14 comments:

Folk Heart said...

Thank you so much for this great post! I am a digital artist who is getting a bit bored with that genre, and now I am inspired to go back to paper and paint, and still get the difused look and depth that I love in digital painting. Thank you again!

dix said...

Great post! I feel your pain...I get frustrated when I can't find time to create, too! Loved seeing your stages and the finished product.

PlumCat Art said...

Love this post! It was great going through the steps of your mixed media collage piece.

DeeJae (Deb) said...

Beautiful! That little guy and your lovely piece definitely gives me a "summery" feel. Thanks for the stages of your art, it helps me see the layers and depths. :-)

Jan said...

How fun to see your process.

And how lucky I am to be the proud owner of that canvas.

The past few weeks here have been touch and go with art. It's too nice to be inside and when I am, there are those nasty house chores to take care of!

Thanks for sharing. Nice to 'see' you!

Motherkitty said...

This is fabulous! I love the look of it very much. Thanks for sharing the steps involved in creating it, and the inspiration.

Aimeslee said...

Gorgeous piece and tutorial. Guess you are still guarding a few ssecrets in that last step, hehe. I'm very curious how you got that thin white outline shadow around the 'little poet', what tool you used. I love trying to illustrate poems and quotes. You hit a homerun. xoxo

Rosemary said...

I love this post; it is always interesting and inspiring to see the creative process of an artist and their project as it evolves - what was their inspiration, their take on that, and so on. This came out wonderfully, I really like that the mood you intended to evoke came through. So nice to be back and visiting some of my favorite blogs!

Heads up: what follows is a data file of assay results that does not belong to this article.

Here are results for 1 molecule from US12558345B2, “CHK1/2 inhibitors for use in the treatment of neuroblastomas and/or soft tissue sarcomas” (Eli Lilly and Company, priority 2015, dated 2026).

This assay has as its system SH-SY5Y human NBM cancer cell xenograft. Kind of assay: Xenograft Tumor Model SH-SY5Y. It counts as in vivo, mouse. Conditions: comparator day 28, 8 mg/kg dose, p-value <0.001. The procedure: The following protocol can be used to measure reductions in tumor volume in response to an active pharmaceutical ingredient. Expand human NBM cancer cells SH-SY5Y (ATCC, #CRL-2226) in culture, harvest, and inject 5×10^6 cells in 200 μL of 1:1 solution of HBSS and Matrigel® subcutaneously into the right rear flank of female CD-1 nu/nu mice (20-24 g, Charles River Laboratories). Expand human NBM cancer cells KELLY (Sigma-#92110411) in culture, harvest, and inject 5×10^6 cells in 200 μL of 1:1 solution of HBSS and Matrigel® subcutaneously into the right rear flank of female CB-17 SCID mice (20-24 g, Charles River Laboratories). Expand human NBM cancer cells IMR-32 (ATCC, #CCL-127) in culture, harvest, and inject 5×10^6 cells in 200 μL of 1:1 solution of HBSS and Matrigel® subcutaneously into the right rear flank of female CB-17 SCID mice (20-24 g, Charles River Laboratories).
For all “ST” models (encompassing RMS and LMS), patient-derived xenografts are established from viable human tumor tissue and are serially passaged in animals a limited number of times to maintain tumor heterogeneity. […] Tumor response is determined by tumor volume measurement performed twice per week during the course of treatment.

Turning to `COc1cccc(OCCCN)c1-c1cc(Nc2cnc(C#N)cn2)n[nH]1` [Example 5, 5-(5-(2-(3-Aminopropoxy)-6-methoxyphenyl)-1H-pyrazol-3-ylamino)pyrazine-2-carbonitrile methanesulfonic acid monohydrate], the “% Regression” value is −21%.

Heavens2Betsy said...

This is such a lovely piece Heather. Thank you for showing the various stages in its creation. Any art time, however brief, is better than none, I'm sure. And the results are well worth the wait. penny

Melissa said...

Hey Heather!
What a nice tute! I always enjoy seeing the process. To me art is more about the process than the finished product. Stop by my blog, I'm talk about you in my latest post.
Smiles-
Melissa

Trudi Sissons said...

Heather! Great tutorial! I'm like your first commenter "Folk Art" - getting tired of digital and wanting to get back into paints, etc. even drawing! You made this look so easy!
And a fabulous outcome! I started working on your October 4 x 4 a couple of days ago - so it should be done before the end of the month!

Hope you're well and enjoying autumn.
We picked strawberries today and feel lucky we haven't had a frost yet.

Cheryl S. said...

Gorgeous piece and thank you for your step-by-step process you used!
I also get very frustrated when I can't find time to create something. Thanks for sharing.

Cathy L. Calamas said...

Great tutorial. beautiful finished piece.

Urban Interest said...

Great post/tutorial! I like art and paintings with relief in it. Thanks for sharing!